BRIEF DESCRIPTION:  This seminar will attempt to see the play through many lenses: in formal terms; in its historical contexts; and in its life beyond Shakespeare’s time.  The seminar will first be devoted to coming to terms with the material existence of the play, the two early texts of it.  We will then read the sources for the play and look into some of its afterlife.  We will read the version of the play by Nahum Tate (1681) and then jump to the last third of the 20th century and discuss two film versions of the play.  We will next dive into criticism and scholarship: “Old” and “New” historicism (on religion); criticism that deals with social and political issues; “character” and psychoanalytic criticism; “New Critical” approaches; and current trends in literary criticism.  The aim of the seminar is not to answer the textual, historical, and critical questions that it raises, but to show how compelling these questions are.  Tenured, tenure-track, and full-time NON-tenure track instructors are welcome to apply. 

 

 

 

Lexicons of Early Modern English (LEME)

The Shakespeare Conference: SHK 28.044  Friday, 3 February 2017

 

From:        UTP Journals <This email address is being protected from spambots. You need JavaScript enabled to view it.>

Date:         February 2, 2017 at 1:55:43 PM EST

Subject:    Lexicons of Early Modern English (LEME)

 

Lexicons of Early Modern English now open access!

 

Lexicons of Early Modern English (LEME) is the robust research tool valued greatly by lexical historians and researchers around the world. 

 

LEME has been setting the standard for modern linguistic research on the English language since 1990 by providing researchers unprecedented access to early books and manuscripts documenting the growth and development of the English language. LEME is ever expanding and currently includes more than 808, 963 word-entries from 213 monolingual, bilingual, and polyglot dictionaries, lexical encyclopedias, hard-word glossaries, spelling lists, and lexically-valuable treatises surviving in print or manuscript from the Tudor, Stuart, Caroline, Commonwealth, and Restoration periods.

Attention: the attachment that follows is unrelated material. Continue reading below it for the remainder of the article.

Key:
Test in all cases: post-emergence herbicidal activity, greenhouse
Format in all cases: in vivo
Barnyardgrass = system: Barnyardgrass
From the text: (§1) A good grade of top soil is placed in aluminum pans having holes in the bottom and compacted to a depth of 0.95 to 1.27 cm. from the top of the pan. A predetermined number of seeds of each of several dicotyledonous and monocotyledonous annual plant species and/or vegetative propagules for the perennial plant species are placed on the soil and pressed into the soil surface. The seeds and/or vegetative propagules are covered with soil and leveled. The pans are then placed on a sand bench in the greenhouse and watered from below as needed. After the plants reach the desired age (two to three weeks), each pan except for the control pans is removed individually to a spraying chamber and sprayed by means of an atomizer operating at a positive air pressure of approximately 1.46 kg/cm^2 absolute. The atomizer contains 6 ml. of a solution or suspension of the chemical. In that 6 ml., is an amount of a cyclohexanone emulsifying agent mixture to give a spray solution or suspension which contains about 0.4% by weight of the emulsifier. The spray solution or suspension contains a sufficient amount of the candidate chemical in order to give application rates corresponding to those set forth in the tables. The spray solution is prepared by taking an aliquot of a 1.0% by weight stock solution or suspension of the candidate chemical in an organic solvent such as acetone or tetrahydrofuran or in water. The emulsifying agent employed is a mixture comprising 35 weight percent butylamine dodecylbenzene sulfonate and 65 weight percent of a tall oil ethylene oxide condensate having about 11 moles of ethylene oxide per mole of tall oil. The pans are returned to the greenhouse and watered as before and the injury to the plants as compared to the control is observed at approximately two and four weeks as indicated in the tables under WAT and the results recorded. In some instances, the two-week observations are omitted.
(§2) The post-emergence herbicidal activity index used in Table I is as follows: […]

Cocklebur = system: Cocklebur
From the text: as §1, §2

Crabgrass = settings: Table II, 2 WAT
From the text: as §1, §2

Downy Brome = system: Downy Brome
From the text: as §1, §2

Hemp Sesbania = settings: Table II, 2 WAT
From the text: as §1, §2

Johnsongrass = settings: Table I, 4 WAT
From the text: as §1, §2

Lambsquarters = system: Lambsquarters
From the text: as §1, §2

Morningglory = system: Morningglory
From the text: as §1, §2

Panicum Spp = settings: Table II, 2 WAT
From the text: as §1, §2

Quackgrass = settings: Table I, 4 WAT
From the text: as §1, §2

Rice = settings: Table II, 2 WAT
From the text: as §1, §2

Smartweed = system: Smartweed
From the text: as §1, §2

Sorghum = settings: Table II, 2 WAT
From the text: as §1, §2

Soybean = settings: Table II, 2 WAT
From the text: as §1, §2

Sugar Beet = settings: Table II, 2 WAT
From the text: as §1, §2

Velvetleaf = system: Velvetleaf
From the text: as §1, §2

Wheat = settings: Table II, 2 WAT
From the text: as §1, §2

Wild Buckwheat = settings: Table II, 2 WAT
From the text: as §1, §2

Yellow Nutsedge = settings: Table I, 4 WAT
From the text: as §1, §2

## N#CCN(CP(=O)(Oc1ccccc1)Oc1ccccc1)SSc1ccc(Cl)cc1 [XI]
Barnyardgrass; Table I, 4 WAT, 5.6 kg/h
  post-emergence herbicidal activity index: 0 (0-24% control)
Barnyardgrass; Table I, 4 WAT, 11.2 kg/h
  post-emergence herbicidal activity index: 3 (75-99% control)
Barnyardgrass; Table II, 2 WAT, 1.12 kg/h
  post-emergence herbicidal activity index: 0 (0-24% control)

To this date, LEME has been available in two versions – an open access version that allows for simple searches on the multilingual lexical database and a subscription based version, that provides a robust and full-featured scholarly resource for advanced research into the entire lexical content of Early Modern English.

 

In an effort to make this valuable research tool available to all researchers, everywhere, the LEME Project team, University of Toronto Press and the University of Toronto Libraries are pleased to announce that as of January 30, 2017, Lexicons of Early Modern English, and all of its functionality, will be full open access.

 

For more information and to access the full version of Lexicons of Early Modern English (open access as of January 30, 2017) at http://leme.library.utoronto.ca

 

 

 

 

Global Chaucer and Shakespeare, GWU, February 4

The Shakespeare Conference: SHK 28.030  Wednesday, 1 February 2017

 

From:        Alexa Huang <This email address is being protected from spambots. You need JavaScript enabled to view it.>

Date:         February 1, 2017 at 12:05:10 AM EST

Subject:    Global Chaucer and Shakespeare, GWU, February 4

 

Global Chaucer and Shakespeare in a Digital World

 

Saturday, 4 February 2017

10:00 am – 5:30 pm

 

National Churchill Library and Center

Gelman Library, First Floor

The George Washington University

2130 H Street NW, Washington, DC 20052

 

https://gwdhi.org/conferences/

 

Please register for free online: 

 

https://www.eventbrite.com/e/global-chaucer-and-shakespeare-in-the-digital-world-tickets-31358443950

 

Chaucer and Shakespeare, the global literary icons, play a major role in the digital world. This cross-disciplinary symposium puts the legacies of Chaucer and Shakespeare in conversation with each other. Speakers will explore the intersections and connections between the afterlives of Chaucer and Shakespeare in world cultures.

 

Featured Speaker: José Francisco Botelho, award-winning translator and poet (Universidade Federal do Rio Grande do Sul, Brazil)